A DNS zone is a space for hosting DNS records for a particular domain. A DNS zone can contain various DNS record types, including SOA records (who is responsible for the domain), NS records (the authoritative server for the domain), and A records (the IP address connected to the domain).

Now, let’s get into all the types of zones!

Root Zone

The root zone is the topmost level in the hierarchical structure of the DNS. It consists of a set of 13 root servers distributed throughout the world, each managed by a different organization.

Root servers are responsible for managing domain name requests for all top-level domains. They receive requests from web browsers and then direct them to authoritative nameservers based on their geographical location or other criteria.

Forward Lookup Zones And Reverse Lookup Zones

Forward lookup zones contain records associated with specific domains. They can provide IP addresses corresponding to those domains when requested by web browsers.

And reverse lookup zones work the opposite way. When given an IP address, they can provide the domain name associated with it.

Reverse lookup zones are thought of and used less often, but they are necessary in some applications such as email providers, which rely on reverser lookup files to check for spammers.

Reverse lookup zones can also be used by network administrators to troubleshoot network connectivity issues, identify potential security threats, and monitor network traffic.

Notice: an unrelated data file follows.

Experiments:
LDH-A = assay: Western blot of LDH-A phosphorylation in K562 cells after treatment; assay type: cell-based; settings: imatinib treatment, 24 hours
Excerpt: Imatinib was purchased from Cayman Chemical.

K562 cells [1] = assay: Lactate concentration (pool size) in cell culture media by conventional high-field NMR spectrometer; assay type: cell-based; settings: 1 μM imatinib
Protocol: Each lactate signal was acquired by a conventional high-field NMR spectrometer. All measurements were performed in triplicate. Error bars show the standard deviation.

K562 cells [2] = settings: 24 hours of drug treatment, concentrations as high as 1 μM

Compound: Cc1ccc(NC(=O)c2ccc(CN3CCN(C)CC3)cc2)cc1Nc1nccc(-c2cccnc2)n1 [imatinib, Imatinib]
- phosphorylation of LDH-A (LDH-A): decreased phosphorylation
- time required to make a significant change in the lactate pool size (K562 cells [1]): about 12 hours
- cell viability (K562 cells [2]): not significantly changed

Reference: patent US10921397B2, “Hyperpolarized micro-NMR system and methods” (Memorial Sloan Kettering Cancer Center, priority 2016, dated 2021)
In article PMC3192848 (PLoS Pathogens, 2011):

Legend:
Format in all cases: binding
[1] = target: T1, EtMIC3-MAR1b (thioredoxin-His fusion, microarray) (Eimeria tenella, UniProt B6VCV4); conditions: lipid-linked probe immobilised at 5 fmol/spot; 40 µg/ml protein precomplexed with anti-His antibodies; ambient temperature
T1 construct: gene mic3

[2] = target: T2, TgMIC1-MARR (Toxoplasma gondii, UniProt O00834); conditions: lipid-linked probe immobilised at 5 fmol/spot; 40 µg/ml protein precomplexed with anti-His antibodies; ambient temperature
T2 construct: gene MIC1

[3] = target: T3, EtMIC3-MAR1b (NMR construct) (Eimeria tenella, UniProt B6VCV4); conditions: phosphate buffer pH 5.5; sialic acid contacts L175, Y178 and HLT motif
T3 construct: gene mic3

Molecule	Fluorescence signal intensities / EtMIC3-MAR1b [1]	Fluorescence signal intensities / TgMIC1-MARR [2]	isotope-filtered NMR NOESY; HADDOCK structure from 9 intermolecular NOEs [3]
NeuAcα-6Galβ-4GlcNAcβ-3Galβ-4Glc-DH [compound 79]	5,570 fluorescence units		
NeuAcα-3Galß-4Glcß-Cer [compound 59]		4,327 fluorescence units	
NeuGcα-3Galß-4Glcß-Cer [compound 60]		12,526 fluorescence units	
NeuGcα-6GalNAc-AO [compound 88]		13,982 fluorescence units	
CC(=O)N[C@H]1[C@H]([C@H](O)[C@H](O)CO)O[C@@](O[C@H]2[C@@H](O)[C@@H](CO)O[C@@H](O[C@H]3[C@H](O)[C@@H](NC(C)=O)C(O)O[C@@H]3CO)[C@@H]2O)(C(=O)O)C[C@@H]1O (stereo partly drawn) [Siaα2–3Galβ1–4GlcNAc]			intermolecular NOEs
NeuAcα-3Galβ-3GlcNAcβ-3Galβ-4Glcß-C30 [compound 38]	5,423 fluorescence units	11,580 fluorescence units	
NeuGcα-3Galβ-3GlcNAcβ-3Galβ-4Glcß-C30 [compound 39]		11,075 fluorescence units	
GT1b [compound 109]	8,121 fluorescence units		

Stub And Secondary Zones

Stub zones enable administrators to perform quicker DNS name lookups by providing a copy of the authoritative zone file from another server. This helps to improve speed as well as reliability when resolving domain names.

Secondary zones provide redundancy for primary DNS servers by creating read-only copies of the authoritative zone files. These can be used in case of failure or downtime, so in a way they also promote speed and reliability.

Primary Zone

The primary zone (formerly known as the master zone) is the main authoritative source of information for a given domain. It contains all the records associated with that domain, its IP address, and other DNS settings.

The primary zone is managed by the organization or individual responsible for maintaining that domain’s DNS records. It’s important that this zone be kept up to date to ensure users are able to quickly access the domain.